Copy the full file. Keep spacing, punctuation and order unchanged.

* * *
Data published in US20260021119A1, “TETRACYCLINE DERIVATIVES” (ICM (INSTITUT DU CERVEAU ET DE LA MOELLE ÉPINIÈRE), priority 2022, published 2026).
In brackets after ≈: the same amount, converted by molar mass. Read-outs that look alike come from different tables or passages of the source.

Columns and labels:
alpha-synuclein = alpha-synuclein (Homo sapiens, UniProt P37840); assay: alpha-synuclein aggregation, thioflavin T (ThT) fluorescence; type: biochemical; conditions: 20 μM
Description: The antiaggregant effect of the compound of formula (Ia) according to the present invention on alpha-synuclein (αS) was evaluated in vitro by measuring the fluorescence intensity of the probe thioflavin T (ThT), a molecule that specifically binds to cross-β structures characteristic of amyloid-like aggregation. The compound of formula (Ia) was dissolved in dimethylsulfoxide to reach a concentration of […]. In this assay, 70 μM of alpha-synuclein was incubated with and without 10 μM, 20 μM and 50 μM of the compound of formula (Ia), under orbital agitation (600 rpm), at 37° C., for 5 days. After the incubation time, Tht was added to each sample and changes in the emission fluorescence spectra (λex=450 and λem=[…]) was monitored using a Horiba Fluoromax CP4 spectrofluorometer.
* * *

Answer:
Data published in US20260021119A1, “TETRACYCLINE DERIVATIVES” (ICM (INSTITUT DU CERVEAU ET DE LA MOELLE ÉPINIÈRE), priority 2022, published 2026).
In brackets after ≈: the same amount, converted by molar mass. Read-outs that look alike come from different tables or passages of the source.

Columns and labels:
alpha-synuclein = alpha-synuclein (Homo sapiens, UniProt P37840); assay: alpha-synuclein aggregation, thioflavin T (ThT) fluorescence; type: biochemical; conditions: 20 μM
Description: The antiaggregant effect of the compound of formula (Ia) according to the present invention on alpha-synuclein (αS) was evaluated in vitro by measuring the fluorescence intensity of the probe thioflavin T (ThT), a molecule that specifically binds to cross-β structures characteristic of amyloid-like aggregation. The compound of formula (Ia) was dissolved in dimethylsulfoxide to reach a concentration of […]. In this assay, 70 μM of alpha-synuclein was incubated with and without 10 μM, 20 μM and 50 μM of the compound of formula (Ia), under orbital agitation (600 rpm), at 37° C., for 5 days. After the incubation time, Tht was added to each sample and changes in the emission fluorescence spectra (λex=450 and λem=[…]) was monitored using a Horiba Fluoromax CP4 spectrofluorometer.